Mass propagation of Eucalyptus camaldulensis in a scaled-up vessel under in vitro photoautotrophic condition

S. M.A. Zobayed, F. Afreen-Zobayed, C. Kubota, T. Kozai

Research output: Contribution to journalArticle

45 Scopus citations

Abstract

A scaled-up culture vessel was designed for the large-scale photoautotrophic micropropagation of chlorophyllous plants. The culture vessel (volume 20 I) contained a plug cell tray with 448 plantlets, and had a forced ventilation system to supply CO2-enriched air. A nutrient-reservoir was connected to the culture vessel from which nutrient solution was circulated to the culture vessel every 24 h. Nodal leafy cuttings of Eucalyptus camaldulensis L. were cultured photoautotrophically in this system without sugar in the nutrient medium, but with an enriched CO2 concentration and a high photosynthetic photon flux. The growth and the net photosynthetic rate of the in vitro growth plantlets and the survival percentage of the plantlets after transplanting to ex vitro conditions were compared with those of plantlets grown photoautotrophically under natural ventilation in conventional small culture vessels (Magenta-type vessels; volume 0.4 I). Fresh and dry masses and net photosynthetic rate were significantly higher in plantlets grown in the scaled-up vessel compared to plantlets grown in the conventional small vessels (control). The environmental conditions created in this scaled-up vessel (with forced ventilation) also facilitated acclimatization in vitro. Importantly, after transplanting to the ex vitro condition, plantlets grew well without any specialized ex vitro acclimatization treatment. (C) 2000 Annals of Botany Company.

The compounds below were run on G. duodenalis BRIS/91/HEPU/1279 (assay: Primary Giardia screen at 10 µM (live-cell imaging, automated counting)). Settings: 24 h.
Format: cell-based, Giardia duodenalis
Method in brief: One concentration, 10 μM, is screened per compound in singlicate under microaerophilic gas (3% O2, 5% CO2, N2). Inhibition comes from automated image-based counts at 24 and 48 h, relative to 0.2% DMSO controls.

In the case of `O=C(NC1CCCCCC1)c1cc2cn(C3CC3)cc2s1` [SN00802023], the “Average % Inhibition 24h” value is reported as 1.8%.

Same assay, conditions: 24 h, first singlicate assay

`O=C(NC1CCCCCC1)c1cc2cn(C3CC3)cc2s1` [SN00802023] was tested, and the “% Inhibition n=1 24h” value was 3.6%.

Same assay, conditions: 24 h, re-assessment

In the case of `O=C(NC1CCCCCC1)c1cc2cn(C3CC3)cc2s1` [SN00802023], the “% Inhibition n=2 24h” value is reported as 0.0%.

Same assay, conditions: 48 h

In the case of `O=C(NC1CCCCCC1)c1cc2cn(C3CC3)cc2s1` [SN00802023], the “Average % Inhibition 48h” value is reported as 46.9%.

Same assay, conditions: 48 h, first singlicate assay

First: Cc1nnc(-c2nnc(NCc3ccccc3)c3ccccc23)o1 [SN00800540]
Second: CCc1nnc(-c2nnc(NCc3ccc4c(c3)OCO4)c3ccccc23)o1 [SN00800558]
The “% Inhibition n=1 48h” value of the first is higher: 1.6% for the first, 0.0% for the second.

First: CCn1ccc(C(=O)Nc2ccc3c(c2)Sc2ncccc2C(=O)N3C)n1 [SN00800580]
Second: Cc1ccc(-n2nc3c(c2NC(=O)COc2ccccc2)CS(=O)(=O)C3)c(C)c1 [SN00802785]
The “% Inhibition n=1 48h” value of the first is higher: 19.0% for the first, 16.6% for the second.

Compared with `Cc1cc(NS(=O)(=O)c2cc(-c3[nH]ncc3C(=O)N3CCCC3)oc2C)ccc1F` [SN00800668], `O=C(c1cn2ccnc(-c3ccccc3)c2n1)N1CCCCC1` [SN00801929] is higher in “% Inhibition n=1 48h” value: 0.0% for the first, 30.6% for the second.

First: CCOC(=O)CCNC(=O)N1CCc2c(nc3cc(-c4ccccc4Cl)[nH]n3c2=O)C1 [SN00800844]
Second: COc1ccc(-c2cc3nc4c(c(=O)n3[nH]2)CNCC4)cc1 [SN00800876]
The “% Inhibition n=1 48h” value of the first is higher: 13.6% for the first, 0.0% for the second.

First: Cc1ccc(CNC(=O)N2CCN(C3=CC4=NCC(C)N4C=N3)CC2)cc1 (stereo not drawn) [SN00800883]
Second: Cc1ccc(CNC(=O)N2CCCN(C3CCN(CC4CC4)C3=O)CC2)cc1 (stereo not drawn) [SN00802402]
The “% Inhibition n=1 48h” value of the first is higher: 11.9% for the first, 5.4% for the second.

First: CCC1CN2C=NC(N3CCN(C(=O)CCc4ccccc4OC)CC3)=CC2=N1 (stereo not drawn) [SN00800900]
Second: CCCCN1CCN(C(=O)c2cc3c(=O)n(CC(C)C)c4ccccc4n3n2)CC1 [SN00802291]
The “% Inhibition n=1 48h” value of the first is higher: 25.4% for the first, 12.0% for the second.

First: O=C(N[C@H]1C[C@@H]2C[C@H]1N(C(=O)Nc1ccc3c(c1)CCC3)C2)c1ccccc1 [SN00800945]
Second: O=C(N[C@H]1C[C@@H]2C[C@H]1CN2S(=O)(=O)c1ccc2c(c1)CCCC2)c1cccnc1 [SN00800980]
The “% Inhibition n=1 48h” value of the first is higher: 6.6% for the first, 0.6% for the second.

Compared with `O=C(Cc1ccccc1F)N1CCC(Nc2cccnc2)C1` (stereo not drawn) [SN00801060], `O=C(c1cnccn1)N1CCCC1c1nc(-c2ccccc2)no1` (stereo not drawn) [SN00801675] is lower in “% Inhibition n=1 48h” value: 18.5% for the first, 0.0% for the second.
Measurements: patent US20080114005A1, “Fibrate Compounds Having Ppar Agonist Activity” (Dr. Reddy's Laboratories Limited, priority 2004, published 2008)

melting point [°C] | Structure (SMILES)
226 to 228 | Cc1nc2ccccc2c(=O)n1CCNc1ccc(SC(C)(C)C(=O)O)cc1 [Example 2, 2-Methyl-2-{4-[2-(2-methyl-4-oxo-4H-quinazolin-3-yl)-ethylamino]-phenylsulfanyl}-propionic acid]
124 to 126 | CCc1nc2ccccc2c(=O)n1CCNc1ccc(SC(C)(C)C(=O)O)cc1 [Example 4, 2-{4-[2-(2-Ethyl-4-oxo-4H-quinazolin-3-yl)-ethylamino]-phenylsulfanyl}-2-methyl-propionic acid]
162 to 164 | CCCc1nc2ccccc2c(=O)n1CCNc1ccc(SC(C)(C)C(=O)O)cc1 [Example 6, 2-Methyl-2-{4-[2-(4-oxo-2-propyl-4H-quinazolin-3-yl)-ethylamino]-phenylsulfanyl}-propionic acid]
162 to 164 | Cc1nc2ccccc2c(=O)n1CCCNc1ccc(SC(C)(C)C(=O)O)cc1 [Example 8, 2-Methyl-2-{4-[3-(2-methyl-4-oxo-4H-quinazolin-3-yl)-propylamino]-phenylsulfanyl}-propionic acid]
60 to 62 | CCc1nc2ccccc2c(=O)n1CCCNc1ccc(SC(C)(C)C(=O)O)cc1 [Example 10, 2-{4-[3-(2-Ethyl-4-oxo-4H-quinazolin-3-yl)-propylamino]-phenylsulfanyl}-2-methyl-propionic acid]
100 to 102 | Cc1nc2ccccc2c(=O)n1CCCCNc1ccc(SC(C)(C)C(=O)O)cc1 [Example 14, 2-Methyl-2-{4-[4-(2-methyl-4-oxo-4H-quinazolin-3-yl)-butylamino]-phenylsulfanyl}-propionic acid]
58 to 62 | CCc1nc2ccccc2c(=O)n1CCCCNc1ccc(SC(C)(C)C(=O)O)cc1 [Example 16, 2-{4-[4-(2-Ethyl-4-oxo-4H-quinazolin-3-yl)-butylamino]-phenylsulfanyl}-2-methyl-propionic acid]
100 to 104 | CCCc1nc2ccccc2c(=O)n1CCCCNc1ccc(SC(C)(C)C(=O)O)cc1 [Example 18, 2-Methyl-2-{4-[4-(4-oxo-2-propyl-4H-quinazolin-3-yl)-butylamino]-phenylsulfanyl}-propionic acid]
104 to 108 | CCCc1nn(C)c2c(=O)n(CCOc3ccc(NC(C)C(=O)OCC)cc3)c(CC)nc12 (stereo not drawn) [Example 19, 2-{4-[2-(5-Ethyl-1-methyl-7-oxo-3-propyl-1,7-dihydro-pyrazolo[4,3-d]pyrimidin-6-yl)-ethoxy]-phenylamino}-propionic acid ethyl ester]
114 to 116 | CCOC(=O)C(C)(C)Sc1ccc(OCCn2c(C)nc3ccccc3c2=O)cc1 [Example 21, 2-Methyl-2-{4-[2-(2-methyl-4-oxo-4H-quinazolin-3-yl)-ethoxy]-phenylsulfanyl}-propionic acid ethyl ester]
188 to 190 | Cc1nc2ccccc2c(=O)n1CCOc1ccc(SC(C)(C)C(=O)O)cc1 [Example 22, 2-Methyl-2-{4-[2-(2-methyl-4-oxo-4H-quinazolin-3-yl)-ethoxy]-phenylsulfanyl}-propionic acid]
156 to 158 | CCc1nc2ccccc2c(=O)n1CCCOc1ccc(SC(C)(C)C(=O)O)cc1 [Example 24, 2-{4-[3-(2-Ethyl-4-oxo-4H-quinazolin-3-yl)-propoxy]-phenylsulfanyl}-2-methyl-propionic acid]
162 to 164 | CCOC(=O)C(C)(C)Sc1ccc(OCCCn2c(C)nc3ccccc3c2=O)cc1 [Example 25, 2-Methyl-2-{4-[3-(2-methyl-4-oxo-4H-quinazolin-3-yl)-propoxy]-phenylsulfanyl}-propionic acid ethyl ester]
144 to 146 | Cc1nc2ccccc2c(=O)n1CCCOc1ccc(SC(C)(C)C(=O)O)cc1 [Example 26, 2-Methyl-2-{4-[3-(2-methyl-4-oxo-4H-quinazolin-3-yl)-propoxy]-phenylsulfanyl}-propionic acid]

Original languageEnglish (US)
Pages (from-to)587-592
Number of pages6
JournalAnnals of botany
Volume85
Issue number5
DOIs
StatePublished - Jan 1 2000

Keywords

  • CO enrichment
  • Eucalyptus camaldulensis L.
  • Ex vitro
  • Forced ventilation
  • Natural ventilation
  • Photoautotrophic
  • Scaled-up vessel
  • Survival percentage

ASJC Scopus subject areas

  • Plant Science

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